Isn’t it amazing how powerful thought is? A thought turns into a word, turns into an action, turns into a way of thinking and then a way of life… Whatever order that happens in our lives begins with our thoughts. If a person thinks they are bad they’ll do bad things. If they think they are unloved, they’ll respond to people as though no one loves them. If they think they have to do everything for themselves they won’t ask for anything. In comparison, when someone thinks they are capable they’ll, with ease, do new things.

Most of the change that has happened in my life has been a change in my thinking. What you believe is your rudder to life. I see some people try to “stand in faith” about something but they’re afraid it won’t happen. Is that faith? It’s interesting that we can believe one thing and react out of another as though we have two conflicting belief systems on the inside. One that SAYS THIS is true and one that has EXPERIENCED that THAT is true.

If a baby cries for food and no one feeds him a belief that “my needs won’t be met” could come or “I don’t matter.” If a person has a critical parent they might develop the belief that “I can’t do anything right” or “no matter what I do it won’t be good enough, I might as well not try.”

This is not to say that parents are always at fault for our negative thoughts. We form our responses to life. My husband and his brother are a perfect example. They are two years apart and grew up very financially challenged. They lived on a street with gang violence, theft and a lot of drugs. My mother in law is a master at stretching a dollar. I don’t know anyone who can find deals and meet needs as skillfully as that lady. She’s amazing. My husband grew up thinking they ate peanut butter and jelly sandwiches every day because it was their favorite food. His brother grew up thinking they ate it because they were poor. What a difference?!

There are many other factors that develop a person’s way of thinking but at some point in life we have to adult a little and own their own thinking.

I’ve believed a lot of lies like these. I believed I didn’t matter. I thought I was destined for failure no matter how hard I tried. I thought I wasn’t good. No matter how much money was in the bank I always stressed about spending. I was afraid I’d overdraw my account, but worse I felt unworthy of the purchase. My first memory of dealing with spending money was when I was eleven. I was getting ready for the sixth grade school year. I don’t think my parents did official back-to-school shopping before then. If they did I just don’t remember it, but that year nothing fit and I needed clothes. My stepdad took me shopping. We weren’t close. It was super awkward. I didn’t feel safe around him. Not because he was violent but because I was insecure and he was critical. So as I tried clothes on I was afraid to say what I did and didn’t like. I didn’t have a sense of style yet at all and everything I bought I regretted. But what really affected me was how worried he was about every penny he had to spend. His opinions and reactions cut deep into my insecure identity. I didn’t know who I was. I didn’t know I was loved. I didn’t know it was a father’s job to provide for me and that it was ok to need it.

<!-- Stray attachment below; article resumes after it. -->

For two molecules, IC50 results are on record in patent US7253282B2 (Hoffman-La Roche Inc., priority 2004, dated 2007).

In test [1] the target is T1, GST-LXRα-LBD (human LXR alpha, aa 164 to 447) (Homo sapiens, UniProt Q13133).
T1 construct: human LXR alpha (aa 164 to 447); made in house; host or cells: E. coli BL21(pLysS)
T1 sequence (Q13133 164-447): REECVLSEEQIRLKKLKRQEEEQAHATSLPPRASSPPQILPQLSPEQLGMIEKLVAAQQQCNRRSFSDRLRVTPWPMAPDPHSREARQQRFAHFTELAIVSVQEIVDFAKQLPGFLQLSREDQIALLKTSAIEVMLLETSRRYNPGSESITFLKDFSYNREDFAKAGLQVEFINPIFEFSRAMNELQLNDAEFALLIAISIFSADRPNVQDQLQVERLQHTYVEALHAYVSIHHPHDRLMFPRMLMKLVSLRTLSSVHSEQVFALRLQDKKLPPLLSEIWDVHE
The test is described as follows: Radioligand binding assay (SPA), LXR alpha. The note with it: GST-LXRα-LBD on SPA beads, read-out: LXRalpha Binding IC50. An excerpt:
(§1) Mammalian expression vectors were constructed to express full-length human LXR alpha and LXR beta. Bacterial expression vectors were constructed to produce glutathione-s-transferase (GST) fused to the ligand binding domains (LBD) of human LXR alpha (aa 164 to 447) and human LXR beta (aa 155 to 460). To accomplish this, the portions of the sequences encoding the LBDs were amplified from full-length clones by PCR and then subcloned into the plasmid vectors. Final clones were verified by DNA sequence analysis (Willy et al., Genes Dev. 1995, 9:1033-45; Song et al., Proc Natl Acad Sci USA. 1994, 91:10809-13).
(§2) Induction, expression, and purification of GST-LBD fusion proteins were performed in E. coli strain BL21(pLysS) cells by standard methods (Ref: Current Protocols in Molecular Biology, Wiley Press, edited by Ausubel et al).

I wrestle sometimes with seeing people embrace the lies. It’s so much easier to stay in pain and find ways to live in “just getting by” than it is to dig your way out. The impending doom of a failure keeps so many stuck. If we fail because we haven’t tried, it’s no big deal. But when we pour ourselves into it and fail it can be really painful. How do we get unstuck? How do we get a revelation within us that we ARE stuck? Some don’t even know!!! I ask this in a rhetorical pause so that you… you will ask yourself. As I have asked myself.

As a man thinketh in his heart, so he is… Prov 23:7

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About The Author

Wendy is a stay at home mom of four tiny humans ranging from ages one to nine and the wife of a former U.S. Army Staff Sergeant.  In addition to music, Wendy, homeschools, teaches at her kids’ homeschooling co-op, volunteers with a ministry called SOZO that helps people overcome unhealthy habits, hang-ups and addictions and aspires, with her husband, to build a self-sustaining homestead.

She has always filled journals with poetry but nearly moments after learning her first three guitar chords she was writing songs. Her passions are two-fold. Write music that’s relatable and connect with the broken or downtrodden. She just plain loves people.

Having overcome deep brokenness herself she has a heart for those struggling to get out of unhealthy patterns and discover all the greatness that’s hidden underneath. She’s equipped with many power tools that she often shares in her writing but it’s important to know that all power tools need a source of power to function properly. For Wendy that source is God.

Wendy is an acoustic rock singer-songwriter with inspiring lyrics, soothing delivery, and intricate guitar. Her delicate truthfulness is known to hug the soul while articulating even the most difficult of topics. Her music has been called relatable and even healing.